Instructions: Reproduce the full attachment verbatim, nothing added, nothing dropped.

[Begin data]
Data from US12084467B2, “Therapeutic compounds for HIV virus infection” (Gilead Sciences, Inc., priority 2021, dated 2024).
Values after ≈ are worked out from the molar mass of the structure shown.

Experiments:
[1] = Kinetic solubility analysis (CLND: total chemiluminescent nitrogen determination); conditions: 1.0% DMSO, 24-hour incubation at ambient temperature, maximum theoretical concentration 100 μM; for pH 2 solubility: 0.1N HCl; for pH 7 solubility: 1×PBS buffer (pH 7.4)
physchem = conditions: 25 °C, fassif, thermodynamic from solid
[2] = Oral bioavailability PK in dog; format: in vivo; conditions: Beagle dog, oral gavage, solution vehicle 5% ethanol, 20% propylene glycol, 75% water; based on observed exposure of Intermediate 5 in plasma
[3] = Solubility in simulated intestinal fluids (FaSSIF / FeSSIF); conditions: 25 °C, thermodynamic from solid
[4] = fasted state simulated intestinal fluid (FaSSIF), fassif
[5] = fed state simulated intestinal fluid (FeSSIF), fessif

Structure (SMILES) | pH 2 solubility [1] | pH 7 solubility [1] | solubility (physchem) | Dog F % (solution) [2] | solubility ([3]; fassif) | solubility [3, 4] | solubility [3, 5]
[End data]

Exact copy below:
Data from US12084467B2, “Therapeutic compounds for HIV virus infection” (Gilead Sciences, Inc., priority 2021, dated 2024).
Values after ≈ are worked out from the molar mass of the structure shown.

Experiments:
[1] = Kinetic solubility analysis (CLND: total chemiluminescent nitrogen determination); conditions: 1.0% DMSO, 24-hour incubation at ambient temperature, maximum theoretical concentration 100 μM; for pH 2 solubility: 0.1N HCl; for pH 7 solubility: 1×PBS buffer (pH 7.4)
physchem = conditions: 25 °C, fassif, thermodynamic from solid
[2] = Oral bioavailability PK in dog; format: in vivo; conditions: Beagle dog, oral gavage, solution vehicle 5% ethanol, 20% propylene glycol, 75% water; based on observed exposure of Intermediate 5 in plasma
[3] = Solubility in simulated intestinal fluids (FaSSIF / FeSSIF); conditions: 25 °C, thermodynamic from solid
[4] = fasted state simulated intestinal fluid (FaSSIF), fassif
[5] = fed state simulated intestinal fluid (FeSSIF), fessif

Structure (SMILES) | pH 2 solubility [1] | pH 7 solubility [1] | solubility (physchem) | Dog F % (solution) [2] | solubility ([3]; fassif) | solubility [3, 4] | solubility [3, 5]